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Greenhouse Gal

Depending on how long she's worked there, and how large the employer is, she may be covered by FMLA. If the attorney she's working with on the PI case isn't familiar with employment law in your state, your friend needs to contact an attorney who does work in the employment law field ASAP.

Note: FMLA=Family Medical Leave Act. There is a federal version, some states also have a state version.

Off the top of my head, if she is continuing to miss work due to injuries from the accident, she *might* have some protection under the ADA. Again, she needs to talk to an attorney familiar with employment law.

Good luck to your friend!

HeavyP

The point system you're describing sounds draconian to say the least - and from what I'm picking up on, while she may be able to get termination rescinded by removing some of the points, it sounds like some are there to stay. Find another job, because the rule system you're describing is BEYOND ridiculous.

The Last Archimedean

Find out whatever utter moron higher up is behind this and secretly arrange for their "retirement" via bazooka. Or if you're not feeling quite that vengeful, go one level above whoever the imbecile is and have imbecile's boss ream them a new one for ignoring the doctor's note and the hospitalization.

Skittles

That would definitely be illegal for them to fire her. I would tell her to inform her lawyer about the situation with work threatening her job. Odds are if her current attorney isn't familliar with those types of cases he/she can hook your friend up with someone who is. I don't know how much communication has gone on but I wouldn't necessarily wait to be terminated, I would start a harassment case immediately. She has a really good case considering that shortly after being in a wreck where she sustained serious injury and while still dealling with all of that her employers began threatening her job.

Bitch Boy

Rule #1 - Document, document document.

Rule #2 - Attorneys know other attorneys. They meet all the time. If they personally don't know of a good lawyer for dealing with a particular issue, one of their "buddies" may.

Rule #3 - Health first, work second.

Some will disagree with me on Rule #3 about it's placement.

Zmidponk

Be absolutely anal in documenting. Document when the crash occurred, when she went into hospital, when her work was informed of the crash, who precisely was told at her work, by who, and how. Document when when the doctor's note was obtained, who forwarded it to her work, who precisely received it, and when. It would be especially helpful if the manager is willing to sign something saying that yes, they were informed of Foofy's inability to work on X date at Y time, as this would be pretty solid evidence that the person who should have been informed of this was, in fact, informed in a timely manner, and so any of these 'points' that were added after this time, contrary to these rules, shouldn't be there.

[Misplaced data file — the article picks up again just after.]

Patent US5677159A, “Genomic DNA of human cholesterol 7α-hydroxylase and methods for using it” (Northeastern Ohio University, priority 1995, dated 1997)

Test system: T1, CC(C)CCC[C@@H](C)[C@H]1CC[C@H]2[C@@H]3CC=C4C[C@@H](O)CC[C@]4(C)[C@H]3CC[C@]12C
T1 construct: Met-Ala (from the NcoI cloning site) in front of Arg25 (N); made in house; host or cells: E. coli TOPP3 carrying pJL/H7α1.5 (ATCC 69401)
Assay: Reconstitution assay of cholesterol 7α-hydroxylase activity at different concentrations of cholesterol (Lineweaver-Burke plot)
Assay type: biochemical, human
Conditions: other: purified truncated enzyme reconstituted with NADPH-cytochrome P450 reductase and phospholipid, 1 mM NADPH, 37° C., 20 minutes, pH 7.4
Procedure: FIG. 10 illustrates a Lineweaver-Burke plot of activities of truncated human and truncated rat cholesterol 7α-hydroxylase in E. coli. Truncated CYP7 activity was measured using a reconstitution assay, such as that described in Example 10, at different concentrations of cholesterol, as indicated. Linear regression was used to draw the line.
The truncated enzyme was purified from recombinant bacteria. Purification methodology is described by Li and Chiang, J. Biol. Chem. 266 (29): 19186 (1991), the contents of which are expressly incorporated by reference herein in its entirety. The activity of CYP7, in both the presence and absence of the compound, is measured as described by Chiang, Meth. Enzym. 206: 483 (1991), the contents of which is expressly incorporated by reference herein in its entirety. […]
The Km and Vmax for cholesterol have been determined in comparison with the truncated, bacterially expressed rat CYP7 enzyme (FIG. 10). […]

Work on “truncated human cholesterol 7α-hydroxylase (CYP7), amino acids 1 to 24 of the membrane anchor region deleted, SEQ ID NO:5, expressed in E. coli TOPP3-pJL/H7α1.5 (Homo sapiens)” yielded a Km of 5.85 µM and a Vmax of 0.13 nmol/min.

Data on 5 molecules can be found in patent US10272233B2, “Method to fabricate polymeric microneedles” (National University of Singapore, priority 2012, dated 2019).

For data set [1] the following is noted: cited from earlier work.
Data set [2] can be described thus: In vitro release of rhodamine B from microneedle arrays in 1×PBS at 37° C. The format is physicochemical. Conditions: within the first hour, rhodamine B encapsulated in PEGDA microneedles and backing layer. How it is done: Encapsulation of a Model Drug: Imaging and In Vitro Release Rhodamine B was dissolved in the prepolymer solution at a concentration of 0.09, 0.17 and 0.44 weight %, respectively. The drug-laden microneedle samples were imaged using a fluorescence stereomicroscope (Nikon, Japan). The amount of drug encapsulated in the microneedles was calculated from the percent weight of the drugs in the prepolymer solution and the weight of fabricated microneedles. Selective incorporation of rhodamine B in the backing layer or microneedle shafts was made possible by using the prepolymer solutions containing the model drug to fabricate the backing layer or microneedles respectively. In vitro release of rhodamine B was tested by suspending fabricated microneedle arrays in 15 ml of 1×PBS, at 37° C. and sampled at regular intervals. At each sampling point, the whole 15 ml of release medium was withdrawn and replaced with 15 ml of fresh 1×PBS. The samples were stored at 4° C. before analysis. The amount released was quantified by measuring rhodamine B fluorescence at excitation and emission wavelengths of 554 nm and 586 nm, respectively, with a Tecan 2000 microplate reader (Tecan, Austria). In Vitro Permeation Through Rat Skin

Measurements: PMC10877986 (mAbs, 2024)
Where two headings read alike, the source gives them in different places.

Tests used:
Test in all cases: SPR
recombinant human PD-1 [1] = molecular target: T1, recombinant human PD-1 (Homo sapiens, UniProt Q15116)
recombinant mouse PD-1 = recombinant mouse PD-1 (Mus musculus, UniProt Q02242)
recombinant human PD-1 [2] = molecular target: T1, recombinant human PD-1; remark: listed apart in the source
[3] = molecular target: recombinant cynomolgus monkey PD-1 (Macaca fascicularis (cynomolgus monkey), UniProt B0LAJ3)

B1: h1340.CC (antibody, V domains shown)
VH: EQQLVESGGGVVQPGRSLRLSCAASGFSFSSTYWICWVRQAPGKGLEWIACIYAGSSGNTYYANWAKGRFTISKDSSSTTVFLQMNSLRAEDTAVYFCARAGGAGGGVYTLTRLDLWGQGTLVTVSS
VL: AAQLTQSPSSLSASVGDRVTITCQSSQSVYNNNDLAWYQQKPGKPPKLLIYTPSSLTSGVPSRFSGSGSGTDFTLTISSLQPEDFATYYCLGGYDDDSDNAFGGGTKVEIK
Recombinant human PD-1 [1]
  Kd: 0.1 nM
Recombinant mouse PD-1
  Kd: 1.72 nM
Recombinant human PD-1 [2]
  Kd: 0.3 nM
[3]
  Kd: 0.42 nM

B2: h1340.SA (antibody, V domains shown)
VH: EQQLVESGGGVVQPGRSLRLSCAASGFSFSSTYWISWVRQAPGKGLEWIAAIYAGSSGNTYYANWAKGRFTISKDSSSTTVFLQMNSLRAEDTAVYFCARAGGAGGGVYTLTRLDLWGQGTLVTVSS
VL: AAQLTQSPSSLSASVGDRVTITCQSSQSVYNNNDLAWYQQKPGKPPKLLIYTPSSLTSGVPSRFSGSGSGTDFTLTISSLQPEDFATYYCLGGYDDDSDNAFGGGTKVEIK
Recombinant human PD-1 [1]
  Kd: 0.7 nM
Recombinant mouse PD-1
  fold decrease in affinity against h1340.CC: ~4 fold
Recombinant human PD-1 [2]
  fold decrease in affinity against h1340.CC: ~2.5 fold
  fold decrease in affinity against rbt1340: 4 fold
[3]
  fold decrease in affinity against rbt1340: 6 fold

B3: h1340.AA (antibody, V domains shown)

However, HeavyP has it right. This points system sounds draconian and, frankly, merely a way to give the higher-ups an excuse to kick people out, especially if they're ignoring some of the rules involved in this system to ensure points stay on there.

Mr. Misanthrope

Document, document, document ... and hope that you're not in an at-will state.

I blew out a disc in my back, and was also terminated for attendance points. It's the au courant thing to do, don't you know. Points weren't removed when they should have been based on OFLA/MLOA paperwork. Even then, I would've been okay, but I missed a day one day before another point would have dropped off normally.

If you're in an at-will state, then it doesn't matter what they say in the exit interview. They can point to any number of things they don't like, and she can lose her job and be marked DNR. She may get UI -- I did, so that's something -- but the termination may not be unlawful at all.

mel

it sounds kind of stupid to fire someone for no reason other than a number next to her name. The manager would have to have absolutely no idea what was going on at any given moment to think "oh... this employee has ten points. I don't remember any of them and don't know who she is, so I guess I gotta fire her!" Really?

You can try askamanager.com for a second opinion, though the longer I read about issues like this, the more it sounds like employers can fire anyone at any time for any reason as long as it's not discriminatory...

photoslave

Terah, I think it's possible that we work for the same company. You can use the contact info on my website (my name is a link to the site) to shoot me an email.

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